NOAA’s GOES-East Satellite captures Hurricane Harvey parked over the upper Texas coastline on the evening of August 26th. Image: NASA/NOAA GOES Project

Right now, Houston is in the midst of a catastrophic flood disaster as tropical storm Harvey, which made landfall as a Category 4 hurricane on the central Texas coastline Friday night, continues to unleash torrents over the Houston/Galveston metropolitan area. Harvey is expected to drop an additional 15 to 25 inches of rainfall over the next few days, which, combined with 1-2 feet of rain that fell over the weekend, has created a “worse than worse case scenario for Houston,” and could lead to some of the highest rainfall totals the nation has ever seen.

Tropical storms get their fuel from warm, wet air evaporating off the ocean. After making landfall, they tend to dissipate quickly, losing energy and organization as they blow across cooler, drier, inland air masses. What makes Harvey both incredibly dangerous and highly unusual is that it has barely budged over the last few days, channelling nonstop belts of rainfall from sea to land. “There is virtually no precedent for such a slow-moving system maintaining at least tropical storm strength along the Texas coast for five days,” meteorologists Jeff Masters and Bob Henson wrote yesterday on their weather and climate science blog, Category 6.

So, why won’t Harvey leave Texas alone?

“The problem with Harvey is that it is trapped,” Phil Klotzbach, atmospheric scientist and tropical storm expert at Colorado State University, told Gizmodo in an email.

Image: National Weather Service New Orleans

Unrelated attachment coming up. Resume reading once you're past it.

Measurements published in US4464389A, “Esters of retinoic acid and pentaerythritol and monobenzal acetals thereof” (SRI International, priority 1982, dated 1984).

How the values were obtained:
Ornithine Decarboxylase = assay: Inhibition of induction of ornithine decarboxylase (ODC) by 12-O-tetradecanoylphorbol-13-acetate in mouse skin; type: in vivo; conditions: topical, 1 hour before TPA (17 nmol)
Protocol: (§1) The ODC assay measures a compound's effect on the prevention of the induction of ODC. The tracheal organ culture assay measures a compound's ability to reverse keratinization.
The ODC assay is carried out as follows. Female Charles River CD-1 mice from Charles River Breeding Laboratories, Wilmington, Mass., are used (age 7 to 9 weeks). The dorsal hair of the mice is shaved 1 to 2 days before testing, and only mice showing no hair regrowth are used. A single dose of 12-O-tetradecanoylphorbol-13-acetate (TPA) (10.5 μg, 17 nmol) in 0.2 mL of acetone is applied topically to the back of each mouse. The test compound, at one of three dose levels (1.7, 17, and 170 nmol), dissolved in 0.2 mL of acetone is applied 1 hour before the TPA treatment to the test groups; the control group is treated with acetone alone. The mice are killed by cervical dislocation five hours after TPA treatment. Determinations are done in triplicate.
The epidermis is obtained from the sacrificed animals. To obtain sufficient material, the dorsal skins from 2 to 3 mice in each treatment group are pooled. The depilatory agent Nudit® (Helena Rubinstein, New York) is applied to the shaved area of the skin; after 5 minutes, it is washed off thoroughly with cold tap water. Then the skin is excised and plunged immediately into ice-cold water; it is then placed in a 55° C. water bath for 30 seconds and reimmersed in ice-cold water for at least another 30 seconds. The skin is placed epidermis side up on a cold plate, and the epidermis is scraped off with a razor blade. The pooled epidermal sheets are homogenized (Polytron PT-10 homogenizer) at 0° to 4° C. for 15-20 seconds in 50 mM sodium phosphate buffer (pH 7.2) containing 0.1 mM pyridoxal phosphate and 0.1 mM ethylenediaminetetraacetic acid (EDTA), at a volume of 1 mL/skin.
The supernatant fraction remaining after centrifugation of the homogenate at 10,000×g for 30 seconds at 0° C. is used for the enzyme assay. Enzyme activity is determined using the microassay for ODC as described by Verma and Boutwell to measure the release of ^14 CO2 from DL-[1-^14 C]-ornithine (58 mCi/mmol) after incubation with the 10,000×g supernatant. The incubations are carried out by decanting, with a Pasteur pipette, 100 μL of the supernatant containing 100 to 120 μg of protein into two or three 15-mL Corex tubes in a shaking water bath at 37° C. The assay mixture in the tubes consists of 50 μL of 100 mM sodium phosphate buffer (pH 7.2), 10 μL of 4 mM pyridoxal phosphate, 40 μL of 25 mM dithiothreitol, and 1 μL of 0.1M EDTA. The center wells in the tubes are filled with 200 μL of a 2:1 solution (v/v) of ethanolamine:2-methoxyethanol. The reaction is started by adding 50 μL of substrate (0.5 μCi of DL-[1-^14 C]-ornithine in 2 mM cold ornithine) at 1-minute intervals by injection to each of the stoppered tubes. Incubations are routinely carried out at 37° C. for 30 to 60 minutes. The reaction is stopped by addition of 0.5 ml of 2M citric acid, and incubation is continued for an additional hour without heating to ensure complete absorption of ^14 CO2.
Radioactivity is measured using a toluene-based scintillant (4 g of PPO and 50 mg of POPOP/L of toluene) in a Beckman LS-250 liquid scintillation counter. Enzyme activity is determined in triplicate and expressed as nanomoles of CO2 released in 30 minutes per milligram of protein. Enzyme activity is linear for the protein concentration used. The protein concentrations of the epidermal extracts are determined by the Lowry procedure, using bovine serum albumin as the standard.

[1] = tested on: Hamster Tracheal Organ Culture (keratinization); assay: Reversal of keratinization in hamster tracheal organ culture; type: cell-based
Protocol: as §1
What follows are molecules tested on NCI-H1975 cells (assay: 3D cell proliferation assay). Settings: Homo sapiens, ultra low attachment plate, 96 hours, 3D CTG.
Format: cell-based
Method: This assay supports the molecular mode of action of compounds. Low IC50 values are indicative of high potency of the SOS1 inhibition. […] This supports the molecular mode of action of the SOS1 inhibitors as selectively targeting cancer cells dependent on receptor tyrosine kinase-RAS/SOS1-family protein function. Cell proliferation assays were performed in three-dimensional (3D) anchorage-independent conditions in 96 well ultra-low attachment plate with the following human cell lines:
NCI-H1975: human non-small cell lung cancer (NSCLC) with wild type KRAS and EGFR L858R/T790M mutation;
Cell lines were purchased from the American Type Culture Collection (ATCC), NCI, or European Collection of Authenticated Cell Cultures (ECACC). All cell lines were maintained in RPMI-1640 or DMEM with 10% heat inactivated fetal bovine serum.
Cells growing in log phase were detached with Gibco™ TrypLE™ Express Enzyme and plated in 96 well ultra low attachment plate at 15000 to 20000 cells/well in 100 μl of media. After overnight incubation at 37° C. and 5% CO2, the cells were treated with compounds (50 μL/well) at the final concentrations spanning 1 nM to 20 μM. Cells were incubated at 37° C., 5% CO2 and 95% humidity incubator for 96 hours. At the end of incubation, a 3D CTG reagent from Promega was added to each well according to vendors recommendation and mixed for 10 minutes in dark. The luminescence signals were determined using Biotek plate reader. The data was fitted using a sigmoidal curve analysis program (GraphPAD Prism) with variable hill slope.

Harvey’s unusual trajectory (or lack thereof) stems from the fact that it’s stuck between two areas of strong upper-level high pressure, one in the western US, and another centered around the southeast. “Hurricanes effectively move as pebbles in a stream, that is, they are steered by large-scale weather patterns,” Klotzbach said. “The combination of these high pressure areas means that the storm is currently stationary.”

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A tropical storm stalling out due to weak steering currents isn’t so unusual in itself, but the additional circumstances surrounding Harvey have created a nightmare scenario for coastal residents. “What makes this exceptional is that (a) it’s a former Category 4 hurricane, (b) it’s located very near a U.S. coastline, and (c) the upper-level pattern is going to be very persistent, which means the stall could last for days,” Henson explained via email.

Harvey is trapped close enough to the Gulf that it’s able to siphon an endless supply of energy and moisture from exceptionally warm waters, which are also likely to have contributed to the storm’s rapid intensification last week. Unfortunately, some weather models are now showing that Harvey could drift back out to sea over the next few days, re-intensifying a bit before hammering the coastline again.

According to Klotzbach, the closest analog may be tropical storm Allison (2001), which tracked slowly across Texas and Louisiana for several days, dropping over 40 inches of rainfall on some parts of Houston. That storm, which flooded more than 70,000 homes, was much weaker than Harvey.

Events like this always cause folks to ask about the connection between hurricanes and climate change. The science is still evolving, and the answer is not simple—while theory suggests that higher sea surface temperatures will yield more intense storms, whether we’re actually seeing an uptick in cyclone intensity worldwide is unclear. “The trend signal has not yet had time to rise above the background variability of natural processes,” according to a recent draft of the National Climate Assessment.

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Still, climate scientists generally agree that elevated sea surface and air temperatures play a role in intensifying storms, so it wouldn’t be a shock if future attribution studies linked features of Harvey to rising temperatures. And storm surges—one of the most dangerous aspects of tropical cyclones in terms of life and property—are being made worse by sea level rise.